Bistro Les Gras
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“The farms decide for us,” says Daniel Martinez, when I ask him how he decides what to put on the menu at Bistro Les Gras. Daniel and his wife Elizabeth opened their restaurant three years ago with a dream to serve the Valley’s best vegetables, fruits, dairy and meat – cooked beautifully in the French style. “Les Gras” means “the fats,” and is a reference to the impression that French food is all butter and cream. Not so, say the Martinez duo, and they set out to prove it by offering dishes like grilled Merguez sausage with vinegar braised greens and chickpeas.
The East Coast pace and agricultural abundance appealed to Daniel, who worked his way across Portland and New York working before settling in the Valley, where Elizabeth is originally from. “We are right in the middle of such rich farmland,” he explains, a necessary element for the type of restaurant the couple was hoping to open. “Northampton has that sense of community you get from small towns, while still being metropolitan enough to attract a lot of restaurant go-ers.” That community feel is all the more apparent as we sit for this interview on the sidelines of the bustling Tuesday Market, where Bistro Les Gras sells nibbles like olives and macaroon cookies.
“You should see my wife and I when the first carrots of the season get delivered. Our eyes light up, we get so excited. The farmers think we’re crazy.” From the get-go, forming relationships with farmers was a priority. The menu changes every month based on what’s freshest in the fields. “We go for simple, fresh flavors. Unadulterated,” says Daniel. For the most part they succeed in stocking the kitchen almost entirely with local products – “there is only really one month where we really struggle, even in winter we can get root crops.” Leaving the realm of produce, nearly all the dairy, breads and sauces served at Bistro Les Gras are made in-house, from the yogurt to the butter to the ketchup.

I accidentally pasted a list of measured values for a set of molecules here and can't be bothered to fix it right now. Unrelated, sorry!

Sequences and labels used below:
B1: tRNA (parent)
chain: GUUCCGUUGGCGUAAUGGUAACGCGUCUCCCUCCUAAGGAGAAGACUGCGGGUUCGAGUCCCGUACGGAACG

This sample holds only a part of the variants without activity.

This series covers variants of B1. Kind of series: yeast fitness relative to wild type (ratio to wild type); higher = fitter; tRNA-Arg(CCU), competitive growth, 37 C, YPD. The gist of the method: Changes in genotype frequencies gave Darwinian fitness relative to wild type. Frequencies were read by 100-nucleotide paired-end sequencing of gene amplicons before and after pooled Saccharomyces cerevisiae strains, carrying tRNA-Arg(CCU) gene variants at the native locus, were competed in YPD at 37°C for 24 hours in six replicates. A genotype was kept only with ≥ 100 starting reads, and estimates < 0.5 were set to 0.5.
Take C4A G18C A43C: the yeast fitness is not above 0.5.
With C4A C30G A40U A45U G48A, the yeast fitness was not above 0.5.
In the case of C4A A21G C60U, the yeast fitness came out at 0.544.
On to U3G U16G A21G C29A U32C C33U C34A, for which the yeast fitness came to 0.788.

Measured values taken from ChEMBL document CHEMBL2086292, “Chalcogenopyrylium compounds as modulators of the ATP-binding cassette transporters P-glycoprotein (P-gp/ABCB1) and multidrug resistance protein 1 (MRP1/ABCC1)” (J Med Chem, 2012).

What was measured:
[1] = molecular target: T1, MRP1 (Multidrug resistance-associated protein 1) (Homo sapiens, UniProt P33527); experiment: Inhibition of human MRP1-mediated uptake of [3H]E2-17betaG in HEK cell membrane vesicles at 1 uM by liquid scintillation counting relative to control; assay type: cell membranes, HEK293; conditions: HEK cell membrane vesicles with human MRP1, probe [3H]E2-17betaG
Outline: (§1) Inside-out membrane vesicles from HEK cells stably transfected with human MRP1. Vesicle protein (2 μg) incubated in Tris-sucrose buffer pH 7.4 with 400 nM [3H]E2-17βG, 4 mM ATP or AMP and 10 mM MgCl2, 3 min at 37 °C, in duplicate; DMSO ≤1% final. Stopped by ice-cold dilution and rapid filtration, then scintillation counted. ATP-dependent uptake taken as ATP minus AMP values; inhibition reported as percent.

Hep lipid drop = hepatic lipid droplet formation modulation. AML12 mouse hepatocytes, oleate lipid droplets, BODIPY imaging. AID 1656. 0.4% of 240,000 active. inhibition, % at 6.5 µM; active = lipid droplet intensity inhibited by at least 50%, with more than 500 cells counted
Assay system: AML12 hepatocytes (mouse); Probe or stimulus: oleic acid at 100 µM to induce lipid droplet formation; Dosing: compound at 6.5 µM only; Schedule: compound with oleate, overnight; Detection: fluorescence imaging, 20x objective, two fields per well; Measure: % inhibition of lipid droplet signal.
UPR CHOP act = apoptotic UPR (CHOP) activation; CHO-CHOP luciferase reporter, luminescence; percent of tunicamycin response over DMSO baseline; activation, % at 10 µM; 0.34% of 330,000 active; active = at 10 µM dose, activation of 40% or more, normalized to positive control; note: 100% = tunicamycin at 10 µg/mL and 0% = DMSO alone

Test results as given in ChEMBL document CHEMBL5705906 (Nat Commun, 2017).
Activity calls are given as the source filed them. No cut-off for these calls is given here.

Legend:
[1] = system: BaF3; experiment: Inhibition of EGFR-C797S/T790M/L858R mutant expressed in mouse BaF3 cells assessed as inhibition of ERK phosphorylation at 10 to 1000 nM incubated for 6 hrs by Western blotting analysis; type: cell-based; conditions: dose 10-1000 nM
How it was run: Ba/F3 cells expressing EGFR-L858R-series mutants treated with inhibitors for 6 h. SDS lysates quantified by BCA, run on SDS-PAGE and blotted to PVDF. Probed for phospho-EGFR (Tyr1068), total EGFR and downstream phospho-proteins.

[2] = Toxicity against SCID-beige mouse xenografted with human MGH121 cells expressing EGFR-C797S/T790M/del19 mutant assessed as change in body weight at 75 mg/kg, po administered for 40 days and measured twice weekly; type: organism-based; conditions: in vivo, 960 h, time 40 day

The bistro is young yet, but already well-known for serving high quality local food. Daring and creative themed dinners like a recent “Whole Hog Dinner,” set them apart in the world of sit-down dining. When a four course meal doesn’t appeal, there is the adjacent “market,” which offers cured meats, house-made pates, cheese and marinated olives to enjoy at home.
When I ask him what he loves about the restaurant business, Daniel smiles and says, “I think it’s a personality trait. I love to eat good food and be around good people. It’s great that I can be working and doing the things I love.”